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Showing: 1-10 results of 795

We like to imagine that medicine is based on evidence and the results of fair testing and clinical trials. In reality, those tests and trials are often profoundly flawed. We like to imagine that doctors who write prescriptions for everything from antidepressants to cancer drugs to heart medication are familiar with the research literature about a drug, when in reality much of the research is hidden from them by drug... more...

Religion is a dominant force in the lives of many Americans. It animates, challenges, directs and shapes, as well, the legal, political, and scientific agendas of the new Age of Biotechnology. In a very real way, religion, biomedical technology and law are - epistemologically - different. Yet, they are equal vectors of force in defining reality and approaching an understanding of it. Indeed, all three share a synergetic relationship,... more...

Of every thousand children born in Iceland, two will die before their first birthday, but in Mozambique the death rate is sixty times higher. Even within countries - including some of the wealthiest - inequalities in longevity and health can be substantial. In recent years, epidemiologists have documented the extent of these inequalities both between and within countries, stimulating in turn research both on their sources and on possible means for... more...

Bioethics: The Basics is an introduction to the foundational principles, theories and issues in the study of medical and biological ethics. Readers are introduced to bioethics from the ground up before being invited to consider some of the most controversial but important questions facing us today. Topics addressed include: The range of moral theories underpinning bioethics Arguments for the rights and wrongs of abortion,... more...

The past two decades have seen unparalleled developments in our knowledge of the brain and mind. However, these advances have forced us to confront head-on some significant ethical issues regarding our application of this information in the real world- whether using brain images to establish guilt within a court of law, or developing drugs to enhance cognition. Historically, any consideration of the ethical, legal, and social implications of emerging... more...


Decision making is a key activity, perhaps the most important activity, in the practice of healthcare. Although physicians acquire a great deal of knowledge and specialised skills during their training and through their practice, it is in the exercise of clinical judgement and its application to individual patients that the outstanding physician is distinguished. This has become even more relevant as patients become increasingly welcomed as partners in... more...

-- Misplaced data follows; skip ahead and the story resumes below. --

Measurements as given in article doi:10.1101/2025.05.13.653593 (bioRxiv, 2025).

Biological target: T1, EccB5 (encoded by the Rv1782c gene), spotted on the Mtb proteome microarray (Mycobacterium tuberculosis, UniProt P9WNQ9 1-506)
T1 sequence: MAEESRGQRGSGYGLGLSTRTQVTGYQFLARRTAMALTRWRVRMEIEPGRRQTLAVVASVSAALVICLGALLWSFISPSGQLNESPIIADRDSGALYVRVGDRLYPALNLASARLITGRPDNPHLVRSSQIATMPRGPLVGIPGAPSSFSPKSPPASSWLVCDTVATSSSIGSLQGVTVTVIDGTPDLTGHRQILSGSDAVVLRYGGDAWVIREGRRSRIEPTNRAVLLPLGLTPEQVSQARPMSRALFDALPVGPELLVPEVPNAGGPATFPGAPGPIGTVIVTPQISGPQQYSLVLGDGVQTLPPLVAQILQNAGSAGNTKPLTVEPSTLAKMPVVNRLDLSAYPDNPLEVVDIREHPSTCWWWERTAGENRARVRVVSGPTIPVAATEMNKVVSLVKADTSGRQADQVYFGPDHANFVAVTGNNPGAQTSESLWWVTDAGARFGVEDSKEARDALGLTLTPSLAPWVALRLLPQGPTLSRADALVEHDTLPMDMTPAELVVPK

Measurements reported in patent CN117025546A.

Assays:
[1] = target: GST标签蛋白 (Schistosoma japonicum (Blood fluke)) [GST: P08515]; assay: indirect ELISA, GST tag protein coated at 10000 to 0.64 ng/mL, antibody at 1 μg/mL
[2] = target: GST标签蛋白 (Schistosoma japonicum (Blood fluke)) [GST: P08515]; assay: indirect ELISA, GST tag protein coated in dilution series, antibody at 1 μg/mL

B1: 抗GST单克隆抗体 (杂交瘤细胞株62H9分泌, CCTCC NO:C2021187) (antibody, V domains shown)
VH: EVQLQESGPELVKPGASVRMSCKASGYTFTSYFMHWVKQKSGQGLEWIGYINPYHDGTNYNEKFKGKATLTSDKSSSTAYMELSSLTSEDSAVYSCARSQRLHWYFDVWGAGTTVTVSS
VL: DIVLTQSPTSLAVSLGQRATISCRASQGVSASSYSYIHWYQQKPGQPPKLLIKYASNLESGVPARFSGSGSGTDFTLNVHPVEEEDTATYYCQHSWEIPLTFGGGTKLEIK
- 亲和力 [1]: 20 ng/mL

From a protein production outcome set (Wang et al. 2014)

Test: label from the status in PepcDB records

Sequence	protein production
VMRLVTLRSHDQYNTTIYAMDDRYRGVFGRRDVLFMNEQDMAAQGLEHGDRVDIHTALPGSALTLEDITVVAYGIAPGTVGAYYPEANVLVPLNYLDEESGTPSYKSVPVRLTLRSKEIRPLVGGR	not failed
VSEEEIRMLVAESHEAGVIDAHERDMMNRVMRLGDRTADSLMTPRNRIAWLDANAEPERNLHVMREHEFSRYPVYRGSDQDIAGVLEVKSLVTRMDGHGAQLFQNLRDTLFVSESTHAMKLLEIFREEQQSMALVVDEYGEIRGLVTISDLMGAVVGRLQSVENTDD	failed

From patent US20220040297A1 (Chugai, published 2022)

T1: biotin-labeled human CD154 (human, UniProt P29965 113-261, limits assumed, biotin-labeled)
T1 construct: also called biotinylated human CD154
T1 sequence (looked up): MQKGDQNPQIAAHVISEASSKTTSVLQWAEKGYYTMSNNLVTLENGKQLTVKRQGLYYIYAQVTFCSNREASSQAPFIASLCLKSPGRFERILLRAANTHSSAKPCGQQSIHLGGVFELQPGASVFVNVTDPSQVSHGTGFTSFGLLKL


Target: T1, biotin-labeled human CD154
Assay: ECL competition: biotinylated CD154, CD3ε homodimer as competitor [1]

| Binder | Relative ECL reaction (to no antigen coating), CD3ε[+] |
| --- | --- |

Those who speak up about poor, corrupt or unethical practice often do so at a great personal cost. This timely book explores our understanding of the ethics of whistleblowing and shows how managers and organisations can support individuals speaking out. While some professional guidelines formalize duties to speak out where there are concerns about poor or harmful practice, workplace cultures often do not encourage or support this, and... more...

New York Times science reporter Gina Kolata follows a family through genetic illness and one courageous daughter who decides her fate shall no longer be decided by a genetic flaw. The phone rings. The doctor from California is on the line. “Are you ready Amanda?” The two people Amanda Baxley loves the most had begged her not to be tested―at least, not now. But she had to find out. If your family carried a mutated gene that... more...

The United States has one of the highest rates of premature birth of any industrialized nation: 11.5%, nearly twice the rate of many European countries. In this book, John Lantos and Diane Lauderdale examine why the rate of preterm birth in the United States remains high -- even though more women have access to prenatal care now than three decades ago. They also analyze a puzzling paradox: why, even as the rate of preterm birth rose... more...

A wide variety of ambitions and measures to slow, stop, and reverse phenomena associated with aging have been part of human culture since early civilization. From alchemy to cell injections to dietary supplements, the list of techniques aimed at altering the processes of aging continues to expand. Charlatans, quacks, and entrpreneurs proffering anti-aging products and practices have always exploited uniformed customers and instilled doubt and... more...